My daughter Rachel, Louella, and me
  • Stop and smell the roses. Louellla delights in children at play and butterflies and birds and squirrels and flowers and airplanes and a bright moon. We have zinnias planted along the front of our yard and they attract butterflies. If we go to get in the car and there are butterflies fluttering among the zinnias, she will say, "look! look!" and she will take such joy in the butterflies. We will stop and watch them for a while. She will get excited at the birds at our bird feeder and call me to come see the birds, especially if there is brightly colored red bird. If she sees an airplane, she points it out to be and says, "Somebody is going somewhere." She takes such delight in little pleasures, it is almost like having a sweet child. She is happy and enthusiastic. I have slowed down and enjoyed the simple pleasures of life with her.
  • She still has good social skills and can fake it. We will be at a party, most often a political reception or some such event, and I may be with one group of people chatting and I will see her across the room standing with other people. I have discovered most people aren't really interested in what you have to say. If you look interested and laugh when they say something funny they think you are a great conversationalist. If no one asks her a direct question, she can still pull it off. She has gotten worse and can't fake it as well as she once could, but she still loves to go and loves socializing. She smiles when introduced and shakes hands and is charming. At 70, Louella still has the advantage of being a good looking woman and I think that helps.
  • Keep the person engaged. So many people with Alzheimer's are just ignored or abandoned. I still try to engage Louella. She had gotten so she can do less and less, but I still have her help me empty the dishwasher and put up the groceries. She cannot do much more than hand items to me. She "helps" me cook meals. I have her stir the dish as it cooks. She feels useful. When I am doing something, she will always ask, "Can I help?" We go places. Recently we went to the National Folk Festival and she loved the music. The next day she may not remember what we did the day before but she enjoys it while she is doing it. I also talk to her as an adult and discuss the news of the day and family and work gossip just like I would if she had all her faculties. I am not a health expert, but I think keeping her engaged and keeping her working at trying to understand has kept her mind sharper than it would otherwise be.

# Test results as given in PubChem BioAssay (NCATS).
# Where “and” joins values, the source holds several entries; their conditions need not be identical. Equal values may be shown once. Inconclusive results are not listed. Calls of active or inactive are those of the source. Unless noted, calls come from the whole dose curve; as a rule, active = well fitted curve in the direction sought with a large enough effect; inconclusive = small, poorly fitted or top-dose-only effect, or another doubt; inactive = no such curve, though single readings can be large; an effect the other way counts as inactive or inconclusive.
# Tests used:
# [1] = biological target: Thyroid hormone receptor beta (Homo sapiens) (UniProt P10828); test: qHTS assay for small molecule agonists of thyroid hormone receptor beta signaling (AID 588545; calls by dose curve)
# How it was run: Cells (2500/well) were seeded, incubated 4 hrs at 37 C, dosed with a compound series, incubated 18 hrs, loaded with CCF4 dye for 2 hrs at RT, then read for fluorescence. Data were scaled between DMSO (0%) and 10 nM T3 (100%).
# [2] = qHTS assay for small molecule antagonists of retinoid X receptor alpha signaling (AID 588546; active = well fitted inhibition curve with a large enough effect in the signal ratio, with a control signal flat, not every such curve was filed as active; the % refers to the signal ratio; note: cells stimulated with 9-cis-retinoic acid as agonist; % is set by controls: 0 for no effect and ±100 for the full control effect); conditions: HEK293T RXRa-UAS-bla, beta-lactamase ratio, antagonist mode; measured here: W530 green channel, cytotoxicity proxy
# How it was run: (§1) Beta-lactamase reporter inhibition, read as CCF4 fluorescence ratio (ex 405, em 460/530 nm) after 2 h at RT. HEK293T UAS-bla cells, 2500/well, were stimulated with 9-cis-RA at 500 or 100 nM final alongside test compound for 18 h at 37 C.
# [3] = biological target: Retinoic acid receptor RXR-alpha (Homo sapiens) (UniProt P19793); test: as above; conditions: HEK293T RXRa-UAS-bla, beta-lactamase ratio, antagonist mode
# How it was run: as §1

• Romance and love and intimacy does not end with Alzheimer's. I know a lot of people under thirty think that people over fifty do not experience these things anymore anyway, but we do. They do not end with Alzheimer's. I am still in love and so is she and that part of our life has not diminished at all.
  • Don't ignore the person's wishes just because they are sick. When Louella was first diagnosed we somehow ended up under the care of a geriatric psychiatrist. At first we were going to see Dr. R every month, then he reduced the visits to every other month. Every time we would go see Dr. R, Louella would get mad and we would have at least one unpleasant day, sometimes an unpleasant couple of days.